In the take-away-bone test, the dog was tethered to a tree or a fence post with a 2-m-long rope. The owner gave a large bone to the dog. There was a string attached to the bone, the owner held the other end of the string. In the other hand of the owner was an artificial hand. When the dog chewed the bone for 30 s, the owner stroked the dog’s back gently with the artificial hand, then asked for the bone. If the dog let go of the bone, the owner pulled it with the string and the test was over. If not, the owner placed the artificial hand on the bone for 5 s. If the dog still would not let go of the bone, the owner tried to pull the bone away with the string (while keeping the hand on the bone). The test was over once the dog let go of the bone or tried to attack the hand.
In the roll-over test, the dog was again tethered to the tree or fence post and muzzled. As wearing a muzzle is mandatory for dogs on all public transportation in Hungary, the dogs were familiar with it. The owner tried to gently make the dog lay down on its back without giving a command, only physically moving the dog but at the same time, not forcing it. The owner tried to keep the dog in this position for 30 s. If the dog stood up and the owner had to reposition it, the 30 s restarted. The test lasted for maximum 2 min from the onset of the owner’s first attempt to roll over the dog.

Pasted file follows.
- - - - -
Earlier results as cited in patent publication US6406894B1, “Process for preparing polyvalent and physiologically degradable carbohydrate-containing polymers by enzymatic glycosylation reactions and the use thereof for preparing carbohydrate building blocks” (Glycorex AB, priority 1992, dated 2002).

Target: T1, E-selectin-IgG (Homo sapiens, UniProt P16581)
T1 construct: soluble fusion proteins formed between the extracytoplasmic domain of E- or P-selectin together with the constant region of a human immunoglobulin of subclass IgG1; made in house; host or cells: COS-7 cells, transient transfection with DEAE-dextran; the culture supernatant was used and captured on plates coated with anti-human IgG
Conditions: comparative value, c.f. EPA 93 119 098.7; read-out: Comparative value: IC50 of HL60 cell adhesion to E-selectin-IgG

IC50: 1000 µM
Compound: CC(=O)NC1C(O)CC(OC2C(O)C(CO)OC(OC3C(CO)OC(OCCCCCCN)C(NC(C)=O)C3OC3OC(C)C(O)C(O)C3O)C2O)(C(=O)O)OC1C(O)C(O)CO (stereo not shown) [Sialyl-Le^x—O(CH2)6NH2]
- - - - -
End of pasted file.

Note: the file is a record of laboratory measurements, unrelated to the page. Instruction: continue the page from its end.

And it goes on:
2.6. Statistical Analyses

We used R statistical software (R Development Core Team, 2015) in RStudio (RStudio Team, Boston, MA, USA) with packages psych, paran, caret, coxme, survival, survminer, emmeans, MuMIn and dplyr.
In the take-away-bone and roll-over tests, we scored how easily the owner can perform the task (how easily the dog lets go of the bone and how easily it can be rolled over) (see Table 2).
We performed PCA on the questionnaire to reduce the number of variables. First, we excluded items with near zero variance, then checked the correlation matrix for near perfect correlations but found none. We also used Kaiser–Meyer–Olkin Measure of Sample Adequacy. We ran parallel analysis to determine the number of the extracted components, then ran the Principal Component Analysis (with oblimin rotation). We excluded parameters with low (less than 0.5) or double loadings. Cronbach’s α was calculated to assess internal consistency.
In the detour test, we measured the latency to obtain the reward in each trial. Time was measured between the dog’s collar was released by the owner until the dog detoured the fence and touched the reward. When dogs could not solve the detour problem, a flat 60 s latency was assigned to the trial. Additionally, we measured also the frequency the dog looked back at the owner during the trial (number of look-back divided by the latency).
We used Cox Regression Models to analyse the latency in the detour test, with subjects as random factor. We tested the association with the scores in the Take-away-bone and Roll-over tests, the scores for the principal components of the questionnaire and the regularity of the use of training method “shaping” (a specific training method in clicker training used to teach complex behaviour sequences by reinforcing simple behaviour building blocks the animal voluntarily offers). We used bottom-up model selection to find the most parsimonious models. We used GLM to see how looking back at the owner for help associated with the fixed factors. We applied AIC based model selection to find the parsimonious models.